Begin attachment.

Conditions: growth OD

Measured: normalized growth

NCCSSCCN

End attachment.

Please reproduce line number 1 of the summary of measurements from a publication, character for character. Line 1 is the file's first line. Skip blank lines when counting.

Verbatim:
Conditions: growth OD